Posted by: Laura | April 21, 2011

Collections for Earth Day: soil conservation

Earth Day will officially be celebrated this Friday, April 22.  Earth Day, which promotes an appreciation for the Earth’s environment and an awareness of environmental problems, was first celebrated April 22, 1970.  The Special Collections Department holds a wide variety of collections related to environmental issues, conservation, and sustainability.  Many of these are listed in our Environment and Sustainability Collections Guide and Natural History Collections Guide.

Soil conservation has been a concern in the past, just as it still is at the present time.  You can find a variety of collections and publications here in Special Collections related to soil conservation since soil conservation is very much related to agriculture, one of our main collecting areas.

Above is an example of soil erosion the Soil Conservation Service (now the Natural Resources Conservation Service) tries to prevent – a buried tractor near Carlton, Colorado in 1953.  The caption reads “This tractor and drill was used to plant wheat fields.  Wheat has blown out and blown soil has difted around the machinery.  Non-resident is farming the field and was not watching the land to protect it from blowing.”  [from MS 460, Box 23, Folder 14]

We recently made available online the finding aid to the United States Soil Conservation Service Oral History Collection (MS 198).  Douglas Helms, Historian for the Soil Conservation Service, conducted a series of oral history interviews in 1981.  The interviewees were all long-time employees of the Soil Conservation Service.  The collection consists of the interview transcripts, which contain a wonderful variety of memories and stories of these early pioneers of soil conservation here in the United States.  For more information on this collection, please take a look at the collection’s online finding aid.

In addition to the oral history collection, another collection we hold related to soil conservation is that of the National Association of Conservation Districts (MS 460).  The National Association of Conservation Districts (NACD) was formed in 1946 in order to provide national leadership to state and district conservation associations.  Soil conservation districts had been set up nationwide beginning in 1937 and came from the desire to involve more farmers at the local level in soil and water conservation.  The collection contains a wide variety of materials documenting the efforts of the NACD including reports, correspondence, meeting materials, publications, newsletters, speeches, bills and legislation related to conservation, speeches, and photographs.  Included in the collection is correspondence and reports from at least one of the people from the oral history collection described above – Gordon Zimmerman.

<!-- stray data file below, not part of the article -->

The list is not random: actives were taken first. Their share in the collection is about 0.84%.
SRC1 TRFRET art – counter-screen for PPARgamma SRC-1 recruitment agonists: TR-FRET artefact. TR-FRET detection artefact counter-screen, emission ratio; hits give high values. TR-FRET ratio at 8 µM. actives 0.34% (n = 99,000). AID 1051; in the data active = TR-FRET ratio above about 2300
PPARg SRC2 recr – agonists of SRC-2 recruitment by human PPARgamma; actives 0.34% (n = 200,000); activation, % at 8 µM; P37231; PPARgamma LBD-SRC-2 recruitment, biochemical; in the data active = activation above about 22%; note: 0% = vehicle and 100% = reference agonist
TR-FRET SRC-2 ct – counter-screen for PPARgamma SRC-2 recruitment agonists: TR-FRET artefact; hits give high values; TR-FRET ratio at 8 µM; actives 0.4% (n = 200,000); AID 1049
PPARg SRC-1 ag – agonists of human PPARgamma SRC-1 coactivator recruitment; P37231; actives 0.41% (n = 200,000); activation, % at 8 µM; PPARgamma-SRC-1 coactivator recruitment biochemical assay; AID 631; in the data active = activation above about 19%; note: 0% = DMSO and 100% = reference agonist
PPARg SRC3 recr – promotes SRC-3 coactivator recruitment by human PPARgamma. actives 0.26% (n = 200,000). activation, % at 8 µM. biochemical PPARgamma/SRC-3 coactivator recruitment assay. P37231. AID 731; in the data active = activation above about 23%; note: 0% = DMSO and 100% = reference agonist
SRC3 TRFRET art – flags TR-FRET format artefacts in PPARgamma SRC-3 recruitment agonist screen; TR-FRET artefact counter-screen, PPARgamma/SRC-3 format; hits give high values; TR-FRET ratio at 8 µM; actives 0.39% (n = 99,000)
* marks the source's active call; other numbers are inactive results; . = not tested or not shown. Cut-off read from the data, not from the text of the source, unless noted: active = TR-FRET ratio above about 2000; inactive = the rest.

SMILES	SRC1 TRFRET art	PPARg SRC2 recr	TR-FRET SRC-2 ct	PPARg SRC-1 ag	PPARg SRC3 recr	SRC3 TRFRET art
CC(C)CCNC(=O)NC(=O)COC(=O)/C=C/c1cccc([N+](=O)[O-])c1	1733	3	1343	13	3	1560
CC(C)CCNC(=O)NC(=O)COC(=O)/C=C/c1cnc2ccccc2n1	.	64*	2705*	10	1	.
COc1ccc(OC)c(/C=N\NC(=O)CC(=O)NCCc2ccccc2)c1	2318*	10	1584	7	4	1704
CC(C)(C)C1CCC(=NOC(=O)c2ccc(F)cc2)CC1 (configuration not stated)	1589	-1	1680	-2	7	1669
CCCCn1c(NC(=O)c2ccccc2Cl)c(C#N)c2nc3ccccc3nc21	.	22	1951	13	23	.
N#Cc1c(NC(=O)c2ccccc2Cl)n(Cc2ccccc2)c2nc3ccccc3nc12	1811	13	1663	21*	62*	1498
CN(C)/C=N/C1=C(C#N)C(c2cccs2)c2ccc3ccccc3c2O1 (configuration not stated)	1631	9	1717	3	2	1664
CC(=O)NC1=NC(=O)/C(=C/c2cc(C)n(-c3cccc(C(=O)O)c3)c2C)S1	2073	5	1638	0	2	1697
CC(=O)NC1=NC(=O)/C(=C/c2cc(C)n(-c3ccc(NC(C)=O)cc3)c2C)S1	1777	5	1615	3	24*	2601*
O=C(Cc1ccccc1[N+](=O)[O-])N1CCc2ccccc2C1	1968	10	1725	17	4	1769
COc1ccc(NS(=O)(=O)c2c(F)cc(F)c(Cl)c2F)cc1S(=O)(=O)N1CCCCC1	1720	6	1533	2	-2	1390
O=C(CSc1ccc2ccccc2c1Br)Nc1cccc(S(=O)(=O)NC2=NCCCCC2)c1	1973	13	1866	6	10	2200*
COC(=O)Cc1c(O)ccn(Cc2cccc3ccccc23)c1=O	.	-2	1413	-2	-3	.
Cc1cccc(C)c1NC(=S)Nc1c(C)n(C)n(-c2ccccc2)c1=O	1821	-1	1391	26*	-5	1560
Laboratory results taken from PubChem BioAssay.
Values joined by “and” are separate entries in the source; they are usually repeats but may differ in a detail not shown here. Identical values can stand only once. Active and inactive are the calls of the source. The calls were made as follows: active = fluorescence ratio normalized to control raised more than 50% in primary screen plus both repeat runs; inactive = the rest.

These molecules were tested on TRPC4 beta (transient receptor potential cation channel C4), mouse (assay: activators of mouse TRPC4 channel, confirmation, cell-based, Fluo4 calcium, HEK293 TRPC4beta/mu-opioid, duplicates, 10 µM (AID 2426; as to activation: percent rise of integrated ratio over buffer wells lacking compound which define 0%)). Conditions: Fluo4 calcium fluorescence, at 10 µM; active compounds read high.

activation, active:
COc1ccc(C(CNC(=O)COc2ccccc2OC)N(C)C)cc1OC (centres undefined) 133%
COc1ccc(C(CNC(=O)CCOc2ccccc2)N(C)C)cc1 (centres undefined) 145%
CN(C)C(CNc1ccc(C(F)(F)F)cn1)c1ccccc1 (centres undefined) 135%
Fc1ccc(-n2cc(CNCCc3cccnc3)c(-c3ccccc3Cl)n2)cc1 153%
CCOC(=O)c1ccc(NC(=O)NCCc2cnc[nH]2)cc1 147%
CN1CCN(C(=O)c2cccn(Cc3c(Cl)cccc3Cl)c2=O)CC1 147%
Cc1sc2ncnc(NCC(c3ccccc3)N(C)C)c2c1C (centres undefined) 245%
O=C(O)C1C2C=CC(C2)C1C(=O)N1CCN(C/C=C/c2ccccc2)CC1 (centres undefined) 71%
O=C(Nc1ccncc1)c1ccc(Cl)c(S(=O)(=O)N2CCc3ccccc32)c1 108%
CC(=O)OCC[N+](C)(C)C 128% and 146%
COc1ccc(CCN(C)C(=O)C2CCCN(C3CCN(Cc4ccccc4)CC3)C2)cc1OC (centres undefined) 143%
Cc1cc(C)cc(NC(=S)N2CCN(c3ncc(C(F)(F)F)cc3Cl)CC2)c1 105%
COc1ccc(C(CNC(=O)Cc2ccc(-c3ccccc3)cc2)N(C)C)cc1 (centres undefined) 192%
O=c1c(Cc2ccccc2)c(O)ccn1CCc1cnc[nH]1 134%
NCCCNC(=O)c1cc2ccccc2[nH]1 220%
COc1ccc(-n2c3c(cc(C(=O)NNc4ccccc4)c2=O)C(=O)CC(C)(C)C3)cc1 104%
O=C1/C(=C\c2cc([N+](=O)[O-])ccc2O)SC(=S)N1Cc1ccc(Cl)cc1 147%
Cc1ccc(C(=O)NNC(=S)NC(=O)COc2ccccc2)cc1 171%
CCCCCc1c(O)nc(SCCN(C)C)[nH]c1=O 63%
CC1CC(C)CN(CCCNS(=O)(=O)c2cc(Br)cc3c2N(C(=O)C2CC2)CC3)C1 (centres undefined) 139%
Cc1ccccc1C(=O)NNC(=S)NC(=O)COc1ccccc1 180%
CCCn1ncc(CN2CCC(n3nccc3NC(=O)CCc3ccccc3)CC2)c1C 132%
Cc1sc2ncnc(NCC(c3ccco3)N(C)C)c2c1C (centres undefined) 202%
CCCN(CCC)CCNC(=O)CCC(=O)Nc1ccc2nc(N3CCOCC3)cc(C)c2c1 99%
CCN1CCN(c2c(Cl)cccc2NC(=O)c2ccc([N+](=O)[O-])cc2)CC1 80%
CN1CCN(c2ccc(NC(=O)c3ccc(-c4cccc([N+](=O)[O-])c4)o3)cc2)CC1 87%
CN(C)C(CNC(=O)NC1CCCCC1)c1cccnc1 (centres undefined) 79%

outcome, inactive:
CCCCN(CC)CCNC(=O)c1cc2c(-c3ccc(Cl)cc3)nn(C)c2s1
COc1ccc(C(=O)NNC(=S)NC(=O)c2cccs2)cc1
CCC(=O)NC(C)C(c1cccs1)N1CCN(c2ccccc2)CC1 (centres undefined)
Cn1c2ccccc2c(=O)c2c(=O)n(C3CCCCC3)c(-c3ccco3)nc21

One of many photographs  (above) within the collection, this shows a once better than average farmstead in Baca County, Colorado which was abandoned during the dust storms of the 1930s.  One of the many goals of the National Association of Conservation Districts is to prevent the year after year crop failures which occurred during the Dust Bowl.  [from MS 460, Box 21, Folder 1]

Before and after photographs are included in the collection, showing land improvements due to conservation efforts:

Philipsburg, Montana in 1880 [from MS 460, Box 23, Folder 14]

Philipsburg, Montana in 1880 [from MS 460, Box 23, Folder 14]

Despite the hard work of many organizations, soil erosion and other conservation issues are still a problem to this day.  A recent report, Losing Ground, issued by the Environmental Working Group and based on studies by Iowa State University scientists, reports that farmland soil erosion in Iowa is much higher than government estimates.  (For more on this report, visit the Environmental Working Group’s Losing Ground website).

And, finally, our department holds many, many collections related to conservation – including soil conservation both nationally and here in Iowa.  These include the Hugh Hammond Bennett Papers (considered the father of soil conservation), Iowa Soil Conservation Districts Records, and Wallis R. Tonsfeldt Papers.  If you would like to take a look at some of these, for Earth Day or any other time, please come visit us in Parks Library!

Gully caused by an eight inch rain on June 17, 1951 five miles southwest of Mapleton, Iowa. Notice the man standing in the Gully!  [from the Wallis R. Tonsfeldt Papers, MS 558]

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